Congolese auditor says $400m disappeared from state mining company

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Machinery is seen at the copper plant of Congolese state mining company Gecamines in Kambove, in the southern Katanga region January 31, 2013. REUTERS/Jonny Hogg

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KINSHASA, June 4 (Reuters) – More than $400 million in tax advances and loans that Democratic Republic of Congo’s state-owned mining company Gécamines said it had paid to the national treasury could not be found, according to a report by the agency. oversight of the government’s public finances.

State miner Gécamines has minority stakes in several of the world’s largest copper and cobalt projects, including Glencore’s Kamoto Copper Company mine (GLEN.L) and China Molybdenum’s Tenke Fungurume mine (603993.SS) .

Gécamines has long been dogged by corruption charges brought by non-governmental organizations and opposition politicians.

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Gécamines has always denied all allegations of wrongdoing. Its secretary general did not immediately respond to a request for comment Saturday on the latest charges.

Gécamines presented accounts to the auditors of the General Inspectorate of Finance (IGF) showing tax advances and loans to the Congolese state of more than $591 million, but only $178 million could be traced in Treasury accounts, according to an IGF audit report seen by Reuters. .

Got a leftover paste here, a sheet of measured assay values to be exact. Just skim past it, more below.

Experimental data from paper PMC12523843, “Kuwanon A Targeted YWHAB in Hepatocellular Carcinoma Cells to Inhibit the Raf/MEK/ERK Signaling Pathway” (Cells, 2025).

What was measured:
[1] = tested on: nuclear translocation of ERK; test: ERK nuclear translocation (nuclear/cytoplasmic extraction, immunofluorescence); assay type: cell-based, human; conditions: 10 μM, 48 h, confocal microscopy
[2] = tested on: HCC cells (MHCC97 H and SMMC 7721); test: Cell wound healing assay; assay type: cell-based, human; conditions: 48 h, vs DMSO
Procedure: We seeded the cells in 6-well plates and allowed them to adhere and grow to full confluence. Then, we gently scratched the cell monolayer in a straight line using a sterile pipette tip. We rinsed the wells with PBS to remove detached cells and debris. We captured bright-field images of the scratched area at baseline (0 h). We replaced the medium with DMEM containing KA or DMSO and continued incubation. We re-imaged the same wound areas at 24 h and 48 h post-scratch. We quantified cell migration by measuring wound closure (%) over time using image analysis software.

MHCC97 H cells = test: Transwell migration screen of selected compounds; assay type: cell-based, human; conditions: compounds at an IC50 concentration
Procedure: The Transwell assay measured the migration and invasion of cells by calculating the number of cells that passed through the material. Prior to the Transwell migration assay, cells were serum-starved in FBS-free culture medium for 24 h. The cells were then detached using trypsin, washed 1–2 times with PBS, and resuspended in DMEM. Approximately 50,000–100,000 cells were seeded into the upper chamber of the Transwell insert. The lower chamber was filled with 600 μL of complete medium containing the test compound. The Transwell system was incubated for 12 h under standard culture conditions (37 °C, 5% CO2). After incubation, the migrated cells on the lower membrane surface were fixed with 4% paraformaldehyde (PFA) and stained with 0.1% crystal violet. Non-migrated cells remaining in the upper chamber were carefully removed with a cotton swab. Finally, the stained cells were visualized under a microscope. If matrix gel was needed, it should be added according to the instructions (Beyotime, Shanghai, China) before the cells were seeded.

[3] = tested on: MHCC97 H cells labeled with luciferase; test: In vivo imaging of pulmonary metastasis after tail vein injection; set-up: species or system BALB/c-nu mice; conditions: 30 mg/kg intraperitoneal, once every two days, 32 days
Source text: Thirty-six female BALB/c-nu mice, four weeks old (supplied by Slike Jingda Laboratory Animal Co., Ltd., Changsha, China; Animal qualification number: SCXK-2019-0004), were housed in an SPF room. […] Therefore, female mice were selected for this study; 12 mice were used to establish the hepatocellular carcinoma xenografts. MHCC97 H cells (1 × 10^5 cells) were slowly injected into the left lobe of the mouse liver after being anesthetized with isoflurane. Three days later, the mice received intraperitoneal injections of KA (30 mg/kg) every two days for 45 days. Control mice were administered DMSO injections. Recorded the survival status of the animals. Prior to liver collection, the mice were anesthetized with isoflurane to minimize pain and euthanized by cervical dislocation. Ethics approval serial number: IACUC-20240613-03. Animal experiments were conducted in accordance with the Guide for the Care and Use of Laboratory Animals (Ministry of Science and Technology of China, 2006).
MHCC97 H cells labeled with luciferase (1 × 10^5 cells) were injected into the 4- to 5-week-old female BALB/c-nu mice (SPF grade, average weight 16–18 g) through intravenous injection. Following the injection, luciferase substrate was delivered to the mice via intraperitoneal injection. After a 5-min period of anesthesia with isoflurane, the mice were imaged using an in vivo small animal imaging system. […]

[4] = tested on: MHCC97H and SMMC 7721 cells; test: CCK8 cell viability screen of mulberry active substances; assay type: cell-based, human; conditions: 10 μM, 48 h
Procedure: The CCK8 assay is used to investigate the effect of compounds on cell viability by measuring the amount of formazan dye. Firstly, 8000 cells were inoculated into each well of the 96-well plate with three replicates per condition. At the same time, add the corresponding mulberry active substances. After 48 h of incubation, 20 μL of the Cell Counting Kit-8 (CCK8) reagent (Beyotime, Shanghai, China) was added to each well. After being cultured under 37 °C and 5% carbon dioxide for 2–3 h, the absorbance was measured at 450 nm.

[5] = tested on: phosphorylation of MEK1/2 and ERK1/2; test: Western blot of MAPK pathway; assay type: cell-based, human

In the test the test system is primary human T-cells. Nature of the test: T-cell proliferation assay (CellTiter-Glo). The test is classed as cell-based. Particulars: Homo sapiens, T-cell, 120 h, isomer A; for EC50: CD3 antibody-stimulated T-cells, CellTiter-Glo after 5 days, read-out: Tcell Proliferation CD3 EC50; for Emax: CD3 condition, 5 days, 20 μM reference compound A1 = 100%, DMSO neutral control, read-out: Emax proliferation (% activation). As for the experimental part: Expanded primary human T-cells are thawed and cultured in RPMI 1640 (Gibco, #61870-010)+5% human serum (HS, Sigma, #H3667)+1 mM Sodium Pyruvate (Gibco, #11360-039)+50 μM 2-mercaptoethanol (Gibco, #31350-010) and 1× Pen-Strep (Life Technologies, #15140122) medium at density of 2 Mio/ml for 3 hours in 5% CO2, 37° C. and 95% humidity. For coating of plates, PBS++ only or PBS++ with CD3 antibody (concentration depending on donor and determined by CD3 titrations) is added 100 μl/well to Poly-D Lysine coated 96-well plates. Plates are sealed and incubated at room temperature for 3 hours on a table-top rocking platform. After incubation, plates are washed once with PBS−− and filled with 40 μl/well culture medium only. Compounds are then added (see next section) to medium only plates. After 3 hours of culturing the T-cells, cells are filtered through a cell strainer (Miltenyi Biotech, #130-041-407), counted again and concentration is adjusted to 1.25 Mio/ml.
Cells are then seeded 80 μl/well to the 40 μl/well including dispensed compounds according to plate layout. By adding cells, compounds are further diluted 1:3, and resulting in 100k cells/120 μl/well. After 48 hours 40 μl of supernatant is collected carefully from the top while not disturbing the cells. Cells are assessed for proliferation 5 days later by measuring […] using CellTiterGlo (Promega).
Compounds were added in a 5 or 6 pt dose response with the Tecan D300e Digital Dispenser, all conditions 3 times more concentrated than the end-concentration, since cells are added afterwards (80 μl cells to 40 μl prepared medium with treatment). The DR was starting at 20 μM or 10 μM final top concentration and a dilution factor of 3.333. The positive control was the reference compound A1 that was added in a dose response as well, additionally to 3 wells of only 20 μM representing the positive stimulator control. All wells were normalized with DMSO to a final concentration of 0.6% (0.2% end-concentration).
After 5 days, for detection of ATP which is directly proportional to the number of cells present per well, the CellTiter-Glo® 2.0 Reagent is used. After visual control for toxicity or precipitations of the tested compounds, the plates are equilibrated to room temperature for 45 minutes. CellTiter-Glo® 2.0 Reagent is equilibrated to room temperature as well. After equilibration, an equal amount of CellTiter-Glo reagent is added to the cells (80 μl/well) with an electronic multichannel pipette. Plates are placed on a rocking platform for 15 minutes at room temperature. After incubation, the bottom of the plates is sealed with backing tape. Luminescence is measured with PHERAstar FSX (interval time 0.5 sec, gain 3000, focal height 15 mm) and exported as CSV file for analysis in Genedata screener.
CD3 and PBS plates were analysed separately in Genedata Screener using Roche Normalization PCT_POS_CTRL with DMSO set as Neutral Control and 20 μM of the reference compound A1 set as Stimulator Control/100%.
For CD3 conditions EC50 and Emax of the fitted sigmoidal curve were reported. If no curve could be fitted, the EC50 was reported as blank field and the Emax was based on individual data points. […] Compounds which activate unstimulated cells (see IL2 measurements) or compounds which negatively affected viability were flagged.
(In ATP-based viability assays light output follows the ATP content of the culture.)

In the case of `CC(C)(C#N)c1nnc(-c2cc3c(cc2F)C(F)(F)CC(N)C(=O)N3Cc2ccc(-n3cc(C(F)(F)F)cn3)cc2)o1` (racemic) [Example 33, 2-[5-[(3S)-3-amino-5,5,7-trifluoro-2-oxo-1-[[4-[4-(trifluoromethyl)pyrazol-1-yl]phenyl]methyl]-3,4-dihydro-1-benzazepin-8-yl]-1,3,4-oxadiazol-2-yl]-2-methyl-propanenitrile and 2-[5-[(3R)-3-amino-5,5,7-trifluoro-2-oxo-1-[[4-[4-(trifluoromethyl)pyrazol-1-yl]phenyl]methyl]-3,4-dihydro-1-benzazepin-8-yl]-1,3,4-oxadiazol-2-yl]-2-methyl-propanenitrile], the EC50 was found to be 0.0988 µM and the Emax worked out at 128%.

The report, dated May 31 but not made public, says the missing $413 million is believed to have been misappropriated and auditors will continue their investigations.

She did not specify when the advances and loans in question were made.

The report said an additional $175 million paid to Gécamines as a signing bonus for a copper and cobalt project also could not be traced to the Treasury, and blamed the company for not assessing independently the levels of mineral reserves in its joint ventures with foreign investors.

Gécamines produced nearly 500,000 tons of copper a year at its peak in the 1980s, but has since run into deep debt and sold its majority stakes in the big mines.

Congo is Africa’s leading copper producer and the world’s leading producer of cobalt, which is used in electric car batteries.

Since coming to power in 2019, President Félix Tshisekedi has reshuffled the leadership of Gécamines, replacing executives most closely linked to previous corruption allegations.

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Reporting by Stanis Bujakera and Aaron Ross Editing by Peter Graff

Our standards: The Thomson Reuters Trust Principles.

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